Aligning on some odd address?
Mon Apr 20 07:39:00 GMT 2009
On Freitag, 17. April 2009, Brian Budge wrote:
> I'm trying to see if I understand correctly: There are 1260 arrays of
> different types. Each type is at least 16 bytes, but needn't
> necessarily be 16 byte aligned. If each array is terminated by an
> empty (zeroed) structure, that would be 1260*16 bytes of wasted
> memory. Now if the arrays are large this is probably a very minor
> amount of waste, but if the arrays are small, this could be a lot of
> waste. You were using an unsigned char for your length variable,
> which makes me think that the lengths could be quite small.
The biggest array is ~500 elements long, so I'd need 9 bit - a short.
> almost certainly won't gain anything by using a 1 byte length, as your
> inner structs are very unlikely to be 1 byte aligned. Most likely
> they will be at least 4 byte aligned, so you might as well use a 4
> byte integer. An additional benefit is that if you are iterating over
> the structure, it should be faster if a memcmp isn't needed, and a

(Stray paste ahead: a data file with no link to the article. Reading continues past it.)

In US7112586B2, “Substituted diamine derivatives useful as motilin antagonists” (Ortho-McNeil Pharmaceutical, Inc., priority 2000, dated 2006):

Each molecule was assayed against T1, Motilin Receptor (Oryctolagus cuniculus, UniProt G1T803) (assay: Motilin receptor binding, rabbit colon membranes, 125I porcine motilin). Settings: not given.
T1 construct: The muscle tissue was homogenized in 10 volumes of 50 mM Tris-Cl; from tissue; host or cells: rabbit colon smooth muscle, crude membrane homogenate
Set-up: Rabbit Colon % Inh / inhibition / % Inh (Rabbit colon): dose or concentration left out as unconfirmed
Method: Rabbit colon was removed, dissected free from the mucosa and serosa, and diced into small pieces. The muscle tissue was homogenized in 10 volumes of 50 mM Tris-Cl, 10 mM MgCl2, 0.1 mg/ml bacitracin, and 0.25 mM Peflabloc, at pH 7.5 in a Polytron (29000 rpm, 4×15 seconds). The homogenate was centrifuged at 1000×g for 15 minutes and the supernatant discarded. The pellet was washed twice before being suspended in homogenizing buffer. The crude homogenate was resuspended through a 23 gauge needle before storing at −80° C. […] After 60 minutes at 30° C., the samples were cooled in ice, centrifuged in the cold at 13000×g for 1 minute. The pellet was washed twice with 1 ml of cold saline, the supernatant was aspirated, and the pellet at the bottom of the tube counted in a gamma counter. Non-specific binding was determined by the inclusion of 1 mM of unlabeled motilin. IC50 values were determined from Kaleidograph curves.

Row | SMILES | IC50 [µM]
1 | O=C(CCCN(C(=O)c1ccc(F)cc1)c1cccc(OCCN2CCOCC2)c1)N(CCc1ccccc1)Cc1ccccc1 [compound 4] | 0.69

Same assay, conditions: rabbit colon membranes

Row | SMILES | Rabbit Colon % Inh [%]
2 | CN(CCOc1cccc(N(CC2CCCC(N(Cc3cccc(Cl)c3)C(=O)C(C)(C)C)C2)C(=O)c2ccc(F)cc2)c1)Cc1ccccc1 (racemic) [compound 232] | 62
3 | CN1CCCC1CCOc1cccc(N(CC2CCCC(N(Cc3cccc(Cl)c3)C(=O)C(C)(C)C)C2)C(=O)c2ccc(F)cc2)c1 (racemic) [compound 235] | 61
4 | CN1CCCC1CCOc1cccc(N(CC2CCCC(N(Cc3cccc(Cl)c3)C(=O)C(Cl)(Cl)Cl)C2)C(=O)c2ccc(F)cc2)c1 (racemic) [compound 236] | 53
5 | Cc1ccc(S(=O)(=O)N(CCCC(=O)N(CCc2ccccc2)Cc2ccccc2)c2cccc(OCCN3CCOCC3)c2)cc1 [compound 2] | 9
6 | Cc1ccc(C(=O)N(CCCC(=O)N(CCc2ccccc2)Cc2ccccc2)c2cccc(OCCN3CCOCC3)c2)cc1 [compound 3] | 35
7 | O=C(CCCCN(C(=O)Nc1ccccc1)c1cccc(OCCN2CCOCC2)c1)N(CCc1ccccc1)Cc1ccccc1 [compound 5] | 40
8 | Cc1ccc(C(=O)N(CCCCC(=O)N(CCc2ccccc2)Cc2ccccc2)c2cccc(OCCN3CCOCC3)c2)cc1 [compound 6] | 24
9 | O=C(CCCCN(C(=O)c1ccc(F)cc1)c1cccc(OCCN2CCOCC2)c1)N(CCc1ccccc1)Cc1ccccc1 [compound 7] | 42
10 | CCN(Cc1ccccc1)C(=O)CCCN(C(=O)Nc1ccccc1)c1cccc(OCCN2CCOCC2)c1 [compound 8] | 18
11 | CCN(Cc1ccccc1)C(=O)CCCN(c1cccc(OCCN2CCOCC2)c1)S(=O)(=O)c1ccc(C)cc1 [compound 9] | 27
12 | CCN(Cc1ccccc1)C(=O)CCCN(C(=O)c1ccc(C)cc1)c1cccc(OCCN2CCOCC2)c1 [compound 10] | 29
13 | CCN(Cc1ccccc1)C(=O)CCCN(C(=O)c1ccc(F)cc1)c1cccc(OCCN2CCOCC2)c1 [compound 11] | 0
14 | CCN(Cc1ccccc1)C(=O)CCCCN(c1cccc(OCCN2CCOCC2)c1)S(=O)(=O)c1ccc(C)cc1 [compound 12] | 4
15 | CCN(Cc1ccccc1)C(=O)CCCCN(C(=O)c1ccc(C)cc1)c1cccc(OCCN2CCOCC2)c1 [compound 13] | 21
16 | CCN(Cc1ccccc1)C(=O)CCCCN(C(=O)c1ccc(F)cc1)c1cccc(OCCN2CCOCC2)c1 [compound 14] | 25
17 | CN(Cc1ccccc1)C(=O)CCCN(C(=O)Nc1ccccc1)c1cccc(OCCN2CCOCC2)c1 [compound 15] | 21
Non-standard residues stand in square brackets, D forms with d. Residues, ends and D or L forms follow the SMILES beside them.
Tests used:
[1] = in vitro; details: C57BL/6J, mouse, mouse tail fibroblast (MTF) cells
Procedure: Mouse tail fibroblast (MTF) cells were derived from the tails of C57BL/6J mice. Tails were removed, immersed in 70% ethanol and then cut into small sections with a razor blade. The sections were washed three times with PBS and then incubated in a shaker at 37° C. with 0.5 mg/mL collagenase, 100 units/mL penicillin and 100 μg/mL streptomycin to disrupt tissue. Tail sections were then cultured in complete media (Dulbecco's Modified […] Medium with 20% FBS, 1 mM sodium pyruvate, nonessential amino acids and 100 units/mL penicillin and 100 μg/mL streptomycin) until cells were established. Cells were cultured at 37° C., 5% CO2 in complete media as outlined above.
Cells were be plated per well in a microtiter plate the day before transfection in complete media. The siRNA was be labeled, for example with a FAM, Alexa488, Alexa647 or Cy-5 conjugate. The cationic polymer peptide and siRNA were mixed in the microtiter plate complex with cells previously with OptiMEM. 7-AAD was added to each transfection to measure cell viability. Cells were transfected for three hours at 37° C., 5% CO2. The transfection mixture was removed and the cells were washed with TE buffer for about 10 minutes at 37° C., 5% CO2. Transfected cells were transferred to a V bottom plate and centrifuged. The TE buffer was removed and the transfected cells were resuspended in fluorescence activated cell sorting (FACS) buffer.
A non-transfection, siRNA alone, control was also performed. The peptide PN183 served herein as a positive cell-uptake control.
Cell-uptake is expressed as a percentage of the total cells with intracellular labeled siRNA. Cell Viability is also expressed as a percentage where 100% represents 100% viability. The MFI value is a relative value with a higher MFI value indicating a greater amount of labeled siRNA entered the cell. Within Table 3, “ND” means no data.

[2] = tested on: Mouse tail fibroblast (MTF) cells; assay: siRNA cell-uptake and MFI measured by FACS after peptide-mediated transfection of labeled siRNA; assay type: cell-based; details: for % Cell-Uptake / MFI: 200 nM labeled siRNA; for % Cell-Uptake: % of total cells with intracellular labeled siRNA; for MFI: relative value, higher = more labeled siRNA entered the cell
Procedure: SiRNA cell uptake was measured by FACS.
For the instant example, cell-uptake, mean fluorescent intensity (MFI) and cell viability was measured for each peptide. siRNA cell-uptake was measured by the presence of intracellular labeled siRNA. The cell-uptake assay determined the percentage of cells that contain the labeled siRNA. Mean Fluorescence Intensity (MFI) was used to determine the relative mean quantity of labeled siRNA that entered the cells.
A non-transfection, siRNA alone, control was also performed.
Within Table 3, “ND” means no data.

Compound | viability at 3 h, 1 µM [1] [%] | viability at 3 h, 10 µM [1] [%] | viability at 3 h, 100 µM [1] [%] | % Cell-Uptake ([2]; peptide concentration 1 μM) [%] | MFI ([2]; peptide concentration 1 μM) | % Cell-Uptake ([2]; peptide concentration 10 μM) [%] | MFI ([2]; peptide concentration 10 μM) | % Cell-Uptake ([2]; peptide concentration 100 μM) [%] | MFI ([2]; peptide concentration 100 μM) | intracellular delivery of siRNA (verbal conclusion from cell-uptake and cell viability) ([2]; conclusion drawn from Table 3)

> simple counter can just be checked.
It's not a memcmp, just a compare whether siome member of the structure == 0.
> If you put the length in front of the memory, how much space is wasted
> will depend on the size of your length (you were using char), and the
> alignment of the structs in the array. Although I'm not sure of the
> guarantee (I haven't read the standard), I believe every sane compiler
> will layout the memory of the structs to reflect the alignment of it's
> So in other words, how much space you waste depends on the alignment
> of the inner structs, and the outer struct should take on the
> alignment of the maximal alignment requirement of it's members.
> You stand to save a small amount of space, but also to potentially
> make the code more readable and more efficient by having the length
> instead of the zeroed-struct terminator.
Well, I could try to get the "terminating" structure to have the flag at the
first position, so I could omit the rest of the structure - which would amount
to the same savings.
Well, some of these structures have sizes of 20 or 24 bytes; I'm not sure
whether they are aligned on 20, 24 or even 32 bytes in memory - I'm still
thinking various ways to save some memory.
Thank you for your answers!
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